Service is resumed. After seeing a worrying drop in capital into Asia-focused buyout funds in early 2019, appetite has risen sharply in the last quarter of the year, recent data shows. However, it seems the bigger private equity names are getting the lion’s share of investment.
With only $1.6 billion raised in the second quarter of 2019, there were concerns that non-Asian investors were bearish on the region’s growth story. However, investment into buyout funds sharply increased to $13 billion in the last quarter of 2019, according to Prequin, a data provider.
But while the average fund size of each fund increased, the total number of funds closed in 2019 has fallen noticeably. In 2017, for example, 96 funds closed for fundraising averaging roughly $350 million per fund – a small sum by global standards.
In 2019, the average fund closed with nearly $900 million invested, but there were only 37 funds that closed for investment. The fourth quarter of 2019 is where the real money came back – each fund averaging $1.4 billion before closing.
“The fundraising market is strong and the general market has supported that,” said a PE fund executive who declined to be named.
“Buyout fundraising will be competitive in 2020 as several big funds are coming back. Asia has become pretty attractive for investors as the region has high growth rate expectation and the penetration rate of the buyout fund is not that much compared to the US,” the executive added.
KKR is also raising a big buyout fund. Bloomberg previously reported that the fund size will be a record $12.5 billion. Other names include Hillhouse, CITIC Capital and MBK Partners, who are all raising fund for future buyout investments, three individuals with knowledge of the ongoing fund raisings told FinanceAsia.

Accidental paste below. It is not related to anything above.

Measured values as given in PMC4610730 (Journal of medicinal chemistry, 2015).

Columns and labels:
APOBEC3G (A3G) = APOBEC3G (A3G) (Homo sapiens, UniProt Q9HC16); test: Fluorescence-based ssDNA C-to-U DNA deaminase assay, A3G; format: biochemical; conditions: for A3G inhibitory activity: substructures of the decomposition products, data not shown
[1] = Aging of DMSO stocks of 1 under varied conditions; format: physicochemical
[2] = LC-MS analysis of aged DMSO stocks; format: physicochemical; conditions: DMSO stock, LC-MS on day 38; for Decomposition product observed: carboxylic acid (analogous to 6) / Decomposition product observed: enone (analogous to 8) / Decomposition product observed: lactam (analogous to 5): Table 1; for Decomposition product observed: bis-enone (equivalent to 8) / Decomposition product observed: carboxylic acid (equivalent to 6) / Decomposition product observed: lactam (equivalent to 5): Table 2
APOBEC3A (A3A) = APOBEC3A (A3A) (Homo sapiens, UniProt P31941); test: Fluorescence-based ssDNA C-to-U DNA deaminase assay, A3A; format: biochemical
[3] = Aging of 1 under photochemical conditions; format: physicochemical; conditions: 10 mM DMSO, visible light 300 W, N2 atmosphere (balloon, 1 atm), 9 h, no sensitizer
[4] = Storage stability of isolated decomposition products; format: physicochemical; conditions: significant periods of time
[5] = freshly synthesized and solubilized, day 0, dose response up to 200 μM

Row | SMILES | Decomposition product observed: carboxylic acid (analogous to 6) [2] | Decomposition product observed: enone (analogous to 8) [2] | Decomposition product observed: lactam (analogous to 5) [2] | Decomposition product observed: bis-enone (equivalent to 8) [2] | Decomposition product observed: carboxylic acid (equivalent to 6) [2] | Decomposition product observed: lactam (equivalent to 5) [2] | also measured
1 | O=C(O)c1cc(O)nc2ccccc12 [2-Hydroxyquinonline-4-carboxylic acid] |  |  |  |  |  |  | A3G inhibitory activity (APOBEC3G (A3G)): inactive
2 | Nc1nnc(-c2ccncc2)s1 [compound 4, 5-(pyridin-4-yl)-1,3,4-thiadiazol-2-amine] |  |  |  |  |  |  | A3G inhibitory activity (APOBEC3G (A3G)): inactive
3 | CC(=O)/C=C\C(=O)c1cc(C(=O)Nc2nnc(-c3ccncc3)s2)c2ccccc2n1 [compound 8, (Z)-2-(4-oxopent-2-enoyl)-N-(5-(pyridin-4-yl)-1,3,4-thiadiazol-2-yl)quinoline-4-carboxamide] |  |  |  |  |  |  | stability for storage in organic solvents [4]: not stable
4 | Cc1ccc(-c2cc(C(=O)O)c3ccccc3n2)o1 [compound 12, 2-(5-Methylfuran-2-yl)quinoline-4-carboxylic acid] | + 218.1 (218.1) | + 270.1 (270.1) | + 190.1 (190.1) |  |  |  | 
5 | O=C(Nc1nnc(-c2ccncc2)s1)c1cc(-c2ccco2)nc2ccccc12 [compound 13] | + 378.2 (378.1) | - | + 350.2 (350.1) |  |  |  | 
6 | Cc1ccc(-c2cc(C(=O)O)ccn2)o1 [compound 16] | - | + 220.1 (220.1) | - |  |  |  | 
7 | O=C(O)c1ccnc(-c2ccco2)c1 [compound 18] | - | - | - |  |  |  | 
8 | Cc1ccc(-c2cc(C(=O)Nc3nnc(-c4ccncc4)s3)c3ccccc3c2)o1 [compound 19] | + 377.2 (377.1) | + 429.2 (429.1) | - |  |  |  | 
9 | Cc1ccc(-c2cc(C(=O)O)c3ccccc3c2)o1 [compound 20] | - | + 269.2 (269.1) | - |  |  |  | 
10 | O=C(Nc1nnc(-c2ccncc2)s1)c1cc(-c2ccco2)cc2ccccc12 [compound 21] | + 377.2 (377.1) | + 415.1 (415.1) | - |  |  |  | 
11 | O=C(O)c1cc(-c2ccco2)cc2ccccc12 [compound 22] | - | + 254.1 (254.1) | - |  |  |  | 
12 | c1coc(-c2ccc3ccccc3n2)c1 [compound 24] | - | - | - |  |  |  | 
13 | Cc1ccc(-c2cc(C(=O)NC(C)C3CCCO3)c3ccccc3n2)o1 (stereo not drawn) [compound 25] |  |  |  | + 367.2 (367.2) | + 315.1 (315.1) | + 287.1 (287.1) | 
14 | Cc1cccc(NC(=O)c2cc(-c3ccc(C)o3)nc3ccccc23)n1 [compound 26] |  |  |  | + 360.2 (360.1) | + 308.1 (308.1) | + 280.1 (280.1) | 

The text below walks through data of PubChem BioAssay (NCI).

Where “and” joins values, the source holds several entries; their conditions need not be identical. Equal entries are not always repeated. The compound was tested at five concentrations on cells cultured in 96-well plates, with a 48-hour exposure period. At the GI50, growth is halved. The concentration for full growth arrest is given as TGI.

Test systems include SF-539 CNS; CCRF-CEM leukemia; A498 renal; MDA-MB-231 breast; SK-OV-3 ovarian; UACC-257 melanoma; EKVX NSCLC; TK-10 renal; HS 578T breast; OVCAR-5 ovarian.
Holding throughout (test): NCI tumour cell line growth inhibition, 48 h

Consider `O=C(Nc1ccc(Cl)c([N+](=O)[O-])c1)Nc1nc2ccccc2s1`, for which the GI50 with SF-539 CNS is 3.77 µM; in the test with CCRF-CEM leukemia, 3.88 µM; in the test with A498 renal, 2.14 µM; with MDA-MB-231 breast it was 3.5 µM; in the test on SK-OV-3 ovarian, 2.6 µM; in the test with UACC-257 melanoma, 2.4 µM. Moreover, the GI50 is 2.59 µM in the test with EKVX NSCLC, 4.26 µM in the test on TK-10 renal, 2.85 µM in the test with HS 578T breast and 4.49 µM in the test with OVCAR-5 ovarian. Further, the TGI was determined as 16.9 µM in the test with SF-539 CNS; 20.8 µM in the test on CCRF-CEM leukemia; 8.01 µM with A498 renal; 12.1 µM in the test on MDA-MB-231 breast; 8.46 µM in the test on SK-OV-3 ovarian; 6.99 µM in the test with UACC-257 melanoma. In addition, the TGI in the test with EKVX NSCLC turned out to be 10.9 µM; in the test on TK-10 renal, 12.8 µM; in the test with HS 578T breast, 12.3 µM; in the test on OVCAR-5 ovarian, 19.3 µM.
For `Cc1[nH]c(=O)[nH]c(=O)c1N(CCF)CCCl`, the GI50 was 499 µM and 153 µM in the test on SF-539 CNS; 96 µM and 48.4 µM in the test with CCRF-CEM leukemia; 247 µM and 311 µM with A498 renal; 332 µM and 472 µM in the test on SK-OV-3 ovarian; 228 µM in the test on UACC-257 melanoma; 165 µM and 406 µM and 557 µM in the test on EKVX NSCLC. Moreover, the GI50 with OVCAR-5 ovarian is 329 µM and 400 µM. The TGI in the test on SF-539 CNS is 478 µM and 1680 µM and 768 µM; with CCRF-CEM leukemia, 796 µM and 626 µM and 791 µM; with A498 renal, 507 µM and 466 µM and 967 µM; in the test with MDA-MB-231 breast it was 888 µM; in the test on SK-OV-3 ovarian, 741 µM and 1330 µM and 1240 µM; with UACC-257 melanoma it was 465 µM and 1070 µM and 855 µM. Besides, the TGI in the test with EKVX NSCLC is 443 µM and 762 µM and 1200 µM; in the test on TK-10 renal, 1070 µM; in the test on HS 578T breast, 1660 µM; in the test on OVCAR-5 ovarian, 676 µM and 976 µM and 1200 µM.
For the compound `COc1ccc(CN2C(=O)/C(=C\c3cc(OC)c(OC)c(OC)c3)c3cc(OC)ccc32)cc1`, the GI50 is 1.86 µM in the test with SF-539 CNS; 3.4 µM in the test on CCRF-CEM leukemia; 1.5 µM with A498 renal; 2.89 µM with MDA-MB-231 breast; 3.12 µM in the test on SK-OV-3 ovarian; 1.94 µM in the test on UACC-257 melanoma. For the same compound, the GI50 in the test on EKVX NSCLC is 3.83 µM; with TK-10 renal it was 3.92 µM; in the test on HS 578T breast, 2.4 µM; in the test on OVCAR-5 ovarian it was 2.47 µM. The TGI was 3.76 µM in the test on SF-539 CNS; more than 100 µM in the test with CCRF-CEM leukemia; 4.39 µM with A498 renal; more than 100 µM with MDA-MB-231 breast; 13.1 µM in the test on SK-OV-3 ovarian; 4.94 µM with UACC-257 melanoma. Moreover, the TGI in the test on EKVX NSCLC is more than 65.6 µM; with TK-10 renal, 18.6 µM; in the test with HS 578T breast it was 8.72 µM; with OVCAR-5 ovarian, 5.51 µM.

Baring’s successful fundraising is a perfect example of the recent pick up in buyout fund investment. It had a straightforward fundraising process which completed in 12 months, according to an unnamed source familiar with the fundraising. “There’s been a lot of transaction volume recently in the market, and there are good opportunities for buyout fund to add value,” the source said.
Baring has already started deploying capital in Japan and India with its seventh fund, according to the source. For example, It is understood the PE firm wishes to capitalise on Japan Inc’s recent willingness to sell non-core assets to private equity firms, the source said.
As buyout funds look to acquire a majority stake in one company, transactions in Asia generally require less leverage as valuations are typically lower than in the US or Europe, according to research conducted by Point Hope Group, a Singapore-based alternative investment manager. Asia requires leverage of about 50% compared to 80% from the US and Europe in order to achieve a return of roughly 25% IRR.
North American investors still contribute a lot to these Asia-focus buyout funds. For example, New York state just committed $65 million to MBK Partner’s fifth fund, while Ohio Police & Fire Pension Fund committed about $20 million, according to Pension & Investments.
“The majority of the buyout fund investors are still US-based,” one buyout fund manager told FinanceAsia in an earlier interview. “They still have a high interest in the region.”